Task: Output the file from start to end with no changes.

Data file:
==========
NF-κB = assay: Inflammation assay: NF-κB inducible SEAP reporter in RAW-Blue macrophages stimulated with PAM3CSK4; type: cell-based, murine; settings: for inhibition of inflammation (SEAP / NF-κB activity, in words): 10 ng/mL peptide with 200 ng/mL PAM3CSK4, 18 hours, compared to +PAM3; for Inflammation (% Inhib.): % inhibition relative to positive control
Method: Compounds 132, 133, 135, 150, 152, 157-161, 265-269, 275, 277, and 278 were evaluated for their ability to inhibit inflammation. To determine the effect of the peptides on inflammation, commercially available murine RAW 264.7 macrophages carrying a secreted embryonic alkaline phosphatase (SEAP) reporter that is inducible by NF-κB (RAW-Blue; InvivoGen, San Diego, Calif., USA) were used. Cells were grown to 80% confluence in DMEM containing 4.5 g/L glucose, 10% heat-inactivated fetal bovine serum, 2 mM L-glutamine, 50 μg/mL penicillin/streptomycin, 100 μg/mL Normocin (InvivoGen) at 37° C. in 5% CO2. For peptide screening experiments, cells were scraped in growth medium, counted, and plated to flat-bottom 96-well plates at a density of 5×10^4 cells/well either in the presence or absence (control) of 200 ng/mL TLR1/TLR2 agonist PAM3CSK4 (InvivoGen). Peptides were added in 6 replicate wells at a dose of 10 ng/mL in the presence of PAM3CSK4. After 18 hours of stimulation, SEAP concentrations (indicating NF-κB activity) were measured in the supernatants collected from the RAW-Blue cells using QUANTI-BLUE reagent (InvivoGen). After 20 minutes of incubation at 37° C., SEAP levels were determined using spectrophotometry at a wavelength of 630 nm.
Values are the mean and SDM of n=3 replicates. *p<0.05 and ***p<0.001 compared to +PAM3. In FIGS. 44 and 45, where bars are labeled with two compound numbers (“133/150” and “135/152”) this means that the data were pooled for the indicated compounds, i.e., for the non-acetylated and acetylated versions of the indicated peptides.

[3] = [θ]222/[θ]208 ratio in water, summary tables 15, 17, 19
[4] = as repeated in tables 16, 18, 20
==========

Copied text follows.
NF-κB = assay: Inflammation assay: NF-κB inducible SEAP reporter in RAW-Blue macrophages stimulated with PAM3CSK4; type: cell-based, murine; settings: for inhibition of inflammation (SEAP / NF-κB activity, in words): 10 ng/mL peptide with 200 ng/mL PAM3CSK4, 18 hours, compared to +PAM3; for Inflammation (% Inhib.): % inhibition relative to positive control
Method: Compounds 132, 133, 135, 150, 152, 157-161, 265-269, 275, 277, and 278 were evaluated for their ability to inhibit inflammation. To determine the effect of the peptides on inflammation, commercially available murine RAW 264.7 macrophages carrying a secreted embryonic alkaline phosphatase (SEAP) reporter that is inducible by NF-κB (RAW-Blue; InvivoGen, San Diego, Calif., USA) were used. Cells were grown to 80% confluence in DMEM containing 4.5 g/L glucose, 10% heat-inactivated fetal bovine serum, 2 mM L-glutamine, 50 μg/mL penicillin/streptomycin, 100 μg/mL Normocin (InvivoGen) at 37° C. in 5% CO2. For peptide screening experiments, cells were scraped in growth medium, counted, and plated to flat-bottom 96-well plates at a density of 5×10^4 cells/well either in the presence or absence (control) of 200 ng/mL TLR1/TLR2 agonist PAM3CSK4 (InvivoGen). Peptides were added in 6 replicate wells at a dose of 10 ng/mL in the presence of PAM3CSK4. After 18 hours of stimulation, SEAP concentrations (indicating NF-κB activity) were measured in the supernatants collected from the RAW-Blue cells using QUANTI-BLUE reagent (InvivoGen). After 20 minutes of incubation at 37° C., SEAP levels were determined using spectrophotometry at a wavelength of 630 nm.
Values are the mean and SDM of n=3 replicates. *p<0.05 and ***p<0.001 compared to +PAM3. In FIGS. 44 and 45, where bars are labeled with two compound numbers (“133/150” and “135/152”) this means that the data were pooled for the indicated compounds, i.e., for the non-acetylated and acetylated versions of the indicated peptides.

[3] = [θ]222/[θ]208 ratio in water, summary tables 15, 17, 19
[4] = as repeated in tables 16, 18, 20